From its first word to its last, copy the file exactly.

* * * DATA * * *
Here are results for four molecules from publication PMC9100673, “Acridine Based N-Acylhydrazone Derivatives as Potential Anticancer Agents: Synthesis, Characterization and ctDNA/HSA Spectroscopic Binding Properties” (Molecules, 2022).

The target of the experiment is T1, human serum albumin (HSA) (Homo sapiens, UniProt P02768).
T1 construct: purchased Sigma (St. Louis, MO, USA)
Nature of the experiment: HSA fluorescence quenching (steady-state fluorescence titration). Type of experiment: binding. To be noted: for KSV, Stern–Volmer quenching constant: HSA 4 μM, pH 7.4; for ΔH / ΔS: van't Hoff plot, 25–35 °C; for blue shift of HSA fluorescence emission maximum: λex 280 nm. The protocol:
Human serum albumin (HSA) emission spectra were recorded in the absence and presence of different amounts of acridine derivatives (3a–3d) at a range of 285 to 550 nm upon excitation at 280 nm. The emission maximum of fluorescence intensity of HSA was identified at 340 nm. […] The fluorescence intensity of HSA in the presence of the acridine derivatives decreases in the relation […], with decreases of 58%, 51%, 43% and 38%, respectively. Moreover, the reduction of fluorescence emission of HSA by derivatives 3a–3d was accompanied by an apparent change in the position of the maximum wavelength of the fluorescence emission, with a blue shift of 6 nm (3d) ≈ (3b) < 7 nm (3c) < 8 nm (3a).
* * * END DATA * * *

Here are results for four molecules from publication PMC9100673, “Acridine Based N-Acylhydrazone Derivatives as Potential Anticancer Agents: Synthesis, Characterization and ctDNA/HSA Spectroscopic Binding Properties” (Molecules, 2022).

The target of the experiment is T1, human serum albumin (HSA) (Homo sapiens, UniProt P02768).
T1 construct: purchased Sigma (St. Louis, MO, USA)
Nature of the experiment: HSA fluorescence quenching (steady-state fluorescence titration). Type of experiment: binding. To be noted: for KSV, Stern–Volmer quenching constant: HSA 4 μM, pH 7.4; for ΔH / ΔS: van't Hoff plot, 25–35 °C; for blue shift of HSA fluorescence emission maximum: λex 280 nm. The protocol:
Human serum albumin (HSA) emission spectra were recorded in the absence and presence of different amounts of acridine derivatives (3a–3d) at a range of 285 to 550 nm upon excitation at 280 nm. The emission maximum of fluorescence intensity of HSA was identified at 340 nm. […] The fluorescence intensity of HSA in the presence of the acridine derivatives decreases in the relation […], with decreases of 58%, 51%, 43% and 38%, respectively. Moreover, the reduction of fluorescence emission of HSA by derivatives 3a–3d was accompanied by an apparent change in the position of the maximum wavelength of the fluorescence emission, with a blue shift of 6 nm (3d) ≈ (3b) < 7 nm (3c) < 8 nm (3a).